Patents have always been an excuse to sue your competitors and since most are granted for ideas that are not new it would be easier to scrap the whole system and start from scratch with a system that only protects invention rather than recycling
"laws which were developed in the 19th century but on which billions of dollars of commerce are reliant"
We like to call this kind of reasoning "Appeal to Novelty" and "Appeal to Ridicule". Your tacit assertion is 'anything old must be flawed' and worse, we rely on these flawed laws to run big expensive things (which, by the way, is "Appeal to Fear".)
In fact, you've not established in any way that patent law is flawed - or if it is flawed, that those flaws are actually dangerous in this context.
There certainly are aspects of patent law that are problematic in the 21st century (and for the record, the first patent law in the US was enacted April 10, 1790, so it's actually an *18th* century law - the horrors), but ironically, most of those problems we're seeing now actually stem from two relatively *recent* changes: the inclusion of software patents and the inclusion of 'business process' patents: two things almost no other country in the world has.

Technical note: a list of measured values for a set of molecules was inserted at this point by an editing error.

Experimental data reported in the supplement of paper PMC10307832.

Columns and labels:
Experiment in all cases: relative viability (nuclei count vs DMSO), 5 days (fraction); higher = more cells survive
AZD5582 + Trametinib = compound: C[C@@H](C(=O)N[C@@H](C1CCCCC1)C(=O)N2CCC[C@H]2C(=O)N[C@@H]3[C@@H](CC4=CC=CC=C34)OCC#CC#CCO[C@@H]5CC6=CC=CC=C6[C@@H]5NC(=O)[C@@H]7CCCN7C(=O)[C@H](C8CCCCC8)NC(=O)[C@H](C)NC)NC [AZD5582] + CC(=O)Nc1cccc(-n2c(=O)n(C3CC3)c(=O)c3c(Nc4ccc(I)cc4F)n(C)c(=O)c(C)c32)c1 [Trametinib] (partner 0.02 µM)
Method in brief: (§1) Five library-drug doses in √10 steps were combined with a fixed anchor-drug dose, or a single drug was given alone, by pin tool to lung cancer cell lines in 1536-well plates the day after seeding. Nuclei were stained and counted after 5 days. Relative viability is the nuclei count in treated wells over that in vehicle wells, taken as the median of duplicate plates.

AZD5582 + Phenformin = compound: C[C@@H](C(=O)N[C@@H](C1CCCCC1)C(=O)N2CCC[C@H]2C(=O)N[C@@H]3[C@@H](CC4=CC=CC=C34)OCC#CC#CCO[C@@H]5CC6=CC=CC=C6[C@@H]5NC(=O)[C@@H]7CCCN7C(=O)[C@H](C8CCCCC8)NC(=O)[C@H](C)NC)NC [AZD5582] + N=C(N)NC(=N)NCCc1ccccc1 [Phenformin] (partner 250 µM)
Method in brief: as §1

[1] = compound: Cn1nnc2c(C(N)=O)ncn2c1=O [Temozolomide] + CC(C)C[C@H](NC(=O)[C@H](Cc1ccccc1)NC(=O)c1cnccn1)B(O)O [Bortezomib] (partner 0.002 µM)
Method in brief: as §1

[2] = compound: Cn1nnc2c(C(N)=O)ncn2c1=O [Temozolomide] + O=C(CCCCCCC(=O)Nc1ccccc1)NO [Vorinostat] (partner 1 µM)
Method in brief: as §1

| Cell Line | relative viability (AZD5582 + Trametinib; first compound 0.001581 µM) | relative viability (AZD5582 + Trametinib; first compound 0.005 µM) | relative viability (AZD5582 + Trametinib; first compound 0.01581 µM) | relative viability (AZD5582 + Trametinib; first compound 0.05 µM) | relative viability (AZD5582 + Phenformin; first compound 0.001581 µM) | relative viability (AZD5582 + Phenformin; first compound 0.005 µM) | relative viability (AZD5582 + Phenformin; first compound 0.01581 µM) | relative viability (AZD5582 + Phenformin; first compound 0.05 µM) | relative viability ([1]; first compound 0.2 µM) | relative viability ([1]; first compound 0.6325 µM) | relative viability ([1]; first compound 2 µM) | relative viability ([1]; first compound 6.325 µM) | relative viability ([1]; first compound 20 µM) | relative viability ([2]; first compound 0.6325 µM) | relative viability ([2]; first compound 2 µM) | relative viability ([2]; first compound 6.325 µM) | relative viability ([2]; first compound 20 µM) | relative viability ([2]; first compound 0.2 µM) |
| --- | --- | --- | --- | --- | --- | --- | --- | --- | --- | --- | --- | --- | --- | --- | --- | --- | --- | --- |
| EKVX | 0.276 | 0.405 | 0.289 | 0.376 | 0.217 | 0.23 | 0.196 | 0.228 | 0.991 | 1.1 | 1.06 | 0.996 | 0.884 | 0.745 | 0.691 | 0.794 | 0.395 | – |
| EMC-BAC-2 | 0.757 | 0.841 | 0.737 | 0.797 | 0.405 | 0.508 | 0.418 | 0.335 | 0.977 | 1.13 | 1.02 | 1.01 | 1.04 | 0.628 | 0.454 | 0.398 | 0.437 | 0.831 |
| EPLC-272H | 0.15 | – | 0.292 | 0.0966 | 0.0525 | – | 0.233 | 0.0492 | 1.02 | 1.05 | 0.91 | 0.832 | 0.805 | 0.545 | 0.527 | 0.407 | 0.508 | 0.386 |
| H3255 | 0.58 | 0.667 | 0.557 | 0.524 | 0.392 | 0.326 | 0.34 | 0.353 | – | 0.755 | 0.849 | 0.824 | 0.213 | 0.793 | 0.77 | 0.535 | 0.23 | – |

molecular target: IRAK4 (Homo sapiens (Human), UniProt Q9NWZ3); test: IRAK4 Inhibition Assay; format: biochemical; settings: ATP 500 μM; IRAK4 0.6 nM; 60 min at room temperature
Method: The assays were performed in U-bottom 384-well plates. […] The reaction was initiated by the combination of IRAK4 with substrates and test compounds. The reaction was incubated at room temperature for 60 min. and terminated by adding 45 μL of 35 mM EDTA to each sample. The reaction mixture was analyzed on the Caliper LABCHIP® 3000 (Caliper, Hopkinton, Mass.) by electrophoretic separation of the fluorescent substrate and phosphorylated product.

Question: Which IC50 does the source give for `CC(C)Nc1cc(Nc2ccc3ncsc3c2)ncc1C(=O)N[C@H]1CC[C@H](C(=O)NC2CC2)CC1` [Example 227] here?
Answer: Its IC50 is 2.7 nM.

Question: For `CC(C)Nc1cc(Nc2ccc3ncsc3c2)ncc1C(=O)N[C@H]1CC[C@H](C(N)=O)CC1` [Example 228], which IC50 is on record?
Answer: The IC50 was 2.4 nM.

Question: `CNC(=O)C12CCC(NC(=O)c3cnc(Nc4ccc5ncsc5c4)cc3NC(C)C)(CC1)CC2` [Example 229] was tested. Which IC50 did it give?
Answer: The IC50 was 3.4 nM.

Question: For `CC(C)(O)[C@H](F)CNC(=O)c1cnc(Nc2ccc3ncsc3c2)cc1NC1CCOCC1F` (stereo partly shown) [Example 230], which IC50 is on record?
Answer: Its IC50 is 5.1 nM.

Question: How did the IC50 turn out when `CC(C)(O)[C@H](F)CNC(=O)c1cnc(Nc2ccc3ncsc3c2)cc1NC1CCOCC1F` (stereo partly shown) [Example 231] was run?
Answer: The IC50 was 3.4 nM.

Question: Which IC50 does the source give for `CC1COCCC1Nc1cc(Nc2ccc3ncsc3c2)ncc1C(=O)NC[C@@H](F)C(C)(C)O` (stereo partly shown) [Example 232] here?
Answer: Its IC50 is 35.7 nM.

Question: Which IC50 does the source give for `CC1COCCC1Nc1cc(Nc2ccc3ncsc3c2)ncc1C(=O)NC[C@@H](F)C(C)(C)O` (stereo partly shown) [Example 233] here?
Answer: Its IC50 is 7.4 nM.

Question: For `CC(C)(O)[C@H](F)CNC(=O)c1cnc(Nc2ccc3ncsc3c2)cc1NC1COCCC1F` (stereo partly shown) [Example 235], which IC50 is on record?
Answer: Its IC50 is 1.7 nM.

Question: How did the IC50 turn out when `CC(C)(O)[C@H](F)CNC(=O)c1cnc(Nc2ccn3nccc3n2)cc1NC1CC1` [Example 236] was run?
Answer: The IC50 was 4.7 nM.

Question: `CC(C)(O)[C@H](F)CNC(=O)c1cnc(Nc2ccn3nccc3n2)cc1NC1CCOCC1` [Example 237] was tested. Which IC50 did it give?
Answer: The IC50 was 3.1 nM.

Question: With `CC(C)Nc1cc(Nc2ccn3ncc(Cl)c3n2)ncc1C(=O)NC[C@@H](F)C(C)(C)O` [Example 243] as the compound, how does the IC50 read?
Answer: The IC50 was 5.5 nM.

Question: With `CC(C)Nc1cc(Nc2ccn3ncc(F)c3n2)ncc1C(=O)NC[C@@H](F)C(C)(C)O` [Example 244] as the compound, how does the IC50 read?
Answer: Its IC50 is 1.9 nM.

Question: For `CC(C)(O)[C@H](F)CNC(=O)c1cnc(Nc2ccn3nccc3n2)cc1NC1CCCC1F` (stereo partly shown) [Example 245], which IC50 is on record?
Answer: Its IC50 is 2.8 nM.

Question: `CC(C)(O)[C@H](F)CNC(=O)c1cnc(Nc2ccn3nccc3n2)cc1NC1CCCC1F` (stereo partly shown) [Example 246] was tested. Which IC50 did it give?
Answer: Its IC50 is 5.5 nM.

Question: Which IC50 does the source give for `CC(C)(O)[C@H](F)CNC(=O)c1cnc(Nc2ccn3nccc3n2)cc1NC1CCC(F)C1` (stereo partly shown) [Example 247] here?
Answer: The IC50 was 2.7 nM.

As well, the movement of design and dress from trademarks and copyright to patent (again, a fairly recent change in patent law) just made things even worse.
I appreciate you're probably British - but Americans are rather fanatically protective of their Constitution - the foundation of all their federal laws.. and it's really old.. 1779. Even older than the patent law. Then again, as a Brit - you've probably heard of that Magna Carta thing?
15 June 1215
So, let's can the 'old laws are bad' rhetoric. Laws are bad because they're bad, not because they're old. And just because you don't like the outcome of a law doesn't actually make it bad. A lot of the time laws are there to protect minorities from majorities... not surprisingly, majorities don't like them.